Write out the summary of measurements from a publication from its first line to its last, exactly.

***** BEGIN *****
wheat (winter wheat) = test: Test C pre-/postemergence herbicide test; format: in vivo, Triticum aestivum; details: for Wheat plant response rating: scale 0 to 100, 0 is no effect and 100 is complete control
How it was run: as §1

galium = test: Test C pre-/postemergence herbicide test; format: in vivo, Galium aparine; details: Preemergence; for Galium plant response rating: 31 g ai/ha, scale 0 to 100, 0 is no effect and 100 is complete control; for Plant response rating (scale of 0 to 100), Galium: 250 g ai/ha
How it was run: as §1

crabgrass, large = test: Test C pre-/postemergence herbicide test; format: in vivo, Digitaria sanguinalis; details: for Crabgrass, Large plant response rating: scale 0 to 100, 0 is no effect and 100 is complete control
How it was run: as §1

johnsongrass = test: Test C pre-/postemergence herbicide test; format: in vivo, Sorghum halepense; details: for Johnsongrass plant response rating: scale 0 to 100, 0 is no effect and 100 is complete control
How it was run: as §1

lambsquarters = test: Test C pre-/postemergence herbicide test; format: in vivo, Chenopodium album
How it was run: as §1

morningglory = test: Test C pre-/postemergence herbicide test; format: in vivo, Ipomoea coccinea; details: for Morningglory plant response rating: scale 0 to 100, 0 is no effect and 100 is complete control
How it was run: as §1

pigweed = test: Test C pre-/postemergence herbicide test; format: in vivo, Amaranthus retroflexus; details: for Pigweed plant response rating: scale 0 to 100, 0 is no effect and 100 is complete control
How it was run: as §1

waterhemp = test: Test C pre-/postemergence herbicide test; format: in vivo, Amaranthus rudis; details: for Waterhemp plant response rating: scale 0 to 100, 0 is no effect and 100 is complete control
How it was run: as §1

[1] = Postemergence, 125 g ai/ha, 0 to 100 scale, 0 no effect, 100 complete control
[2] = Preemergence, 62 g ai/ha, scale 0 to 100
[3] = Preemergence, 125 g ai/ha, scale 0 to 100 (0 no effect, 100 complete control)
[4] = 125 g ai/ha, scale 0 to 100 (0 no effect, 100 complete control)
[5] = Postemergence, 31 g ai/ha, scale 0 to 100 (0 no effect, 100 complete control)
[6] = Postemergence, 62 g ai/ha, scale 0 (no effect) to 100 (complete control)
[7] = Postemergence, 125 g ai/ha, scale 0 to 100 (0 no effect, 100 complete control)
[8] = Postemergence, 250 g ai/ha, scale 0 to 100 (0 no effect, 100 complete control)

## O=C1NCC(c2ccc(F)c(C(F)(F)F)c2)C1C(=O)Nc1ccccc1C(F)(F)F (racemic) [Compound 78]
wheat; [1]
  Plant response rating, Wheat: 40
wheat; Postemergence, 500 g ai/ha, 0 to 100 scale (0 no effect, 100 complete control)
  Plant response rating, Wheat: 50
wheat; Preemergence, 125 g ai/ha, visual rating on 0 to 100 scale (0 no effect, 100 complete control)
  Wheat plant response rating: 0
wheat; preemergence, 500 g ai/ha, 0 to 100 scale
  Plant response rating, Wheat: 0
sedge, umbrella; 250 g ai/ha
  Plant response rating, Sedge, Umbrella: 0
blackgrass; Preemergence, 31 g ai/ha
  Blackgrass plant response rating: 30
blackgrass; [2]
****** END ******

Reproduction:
wheat (winter wheat) = test: Test C pre-/postemergence herbicide test; format: in vivo, Triticum aestivum; details: for Wheat plant response rating: scale 0 to 100, 0 is no effect and 100 is complete control
How it was run: as §1

galium = test: Test C pre-/postemergence herbicide test; format: in vivo, Galium aparine; details: Preemergence; for Galium plant response rating: 31 g ai/ha, scale 0 to 100, 0 is no effect and 100 is complete control; for Plant response rating (scale of 0 to 100), Galium: 250 g ai/ha
How it was run: as §1

crabgrass, large = test: Test C pre-/postemergence herbicide test; format: in vivo, Digitaria sanguinalis; details: for Crabgrass, Large plant response rating: scale 0 to 100, 0 is no effect and 100 is complete control
How it was run: as §1

johnsongrass = test: Test C pre-/postemergence herbicide test; format: in vivo, Sorghum halepense; details: for Johnsongrass plant response rating: scale 0 to 100, 0 is no effect and 100 is complete control
How it was run: as §1

lambsquarters = test: Test C pre-/postemergence herbicide test; format: in vivo, Chenopodium album
How it was run: as §1

morningglory = test: Test C pre-/postemergence herbicide test; format: in vivo, Ipomoea coccinea; details: for Morningglory plant response rating: scale 0 to 100, 0 is no effect and 100 is complete control
How it was run: as §1

pigweed = test: Test C pre-/postemergence herbicide test; format: in vivo, Amaranthus retroflexus; details: for Pigweed plant response rating: scale 0 to 100, 0 is no effect and 100 is complete control
How it was run: as §1

waterhemp = test: Test C pre-/postemergence herbicide test; format: in vivo, Amaranthus rudis; details: for Waterhemp plant response rating: scale 0 to 100, 0 is no effect and 100 is complete control
How it was run: as §1

[1] = Postemergence, 125 g ai/ha, 0 to 100 scale, 0 no effect, 100 complete control
[2] = Preemergence, 62 g ai/ha, scale 0 to 100
[3] = Preemergence, 125 g ai/ha, scale 0 to 100 (0 no effect, 100 complete control)
[4] = 125 g ai/ha, scale 0 to 100 (0 no effect, 100 complete control)
[5] = Postemergence, 31 g ai/ha, scale 0 to 100 (0 no effect, 100 complete control)
[6] = Postemergence, 62 g ai/ha, scale 0 (no effect) to 100 (complete control)
[7] = Postemergence, 125 g ai/ha, scale 0 to 100 (0 no effect, 100 complete control)
[8] = Postemergence, 250 g ai/ha, scale 0 to 100 (0 no effect, 100 complete control)

## O=C1NCC(c2ccc(F)c(C(F)(F)F)c2)C1C(=O)Nc1ccccc1C(F)(F)F (racemic) [Compound 78]
wheat; [1]
  Plant response rating, Wheat: 40
wheat; Postemergence, 500 g ai/ha, 0 to 100 scale (0 no effect, 100 complete control)
  Plant response rating, Wheat: 50
wheat; Preemergence, 125 g ai/ha, visual rating on 0 to 100 scale (0 no effect, 100 complete control)
  Wheat plant response rating: 0
wheat; preemergence, 500 g ai/ha, 0 to 100 scale
  Plant response rating, Wheat: 0
sedge, umbrella; 250 g ai/ha
  Plant response rating, Sedge, Umbrella: 0
blackgrass; Preemergence, 31 g ai/ha
  Blackgrass plant response rating: 30
blackgrass; [2]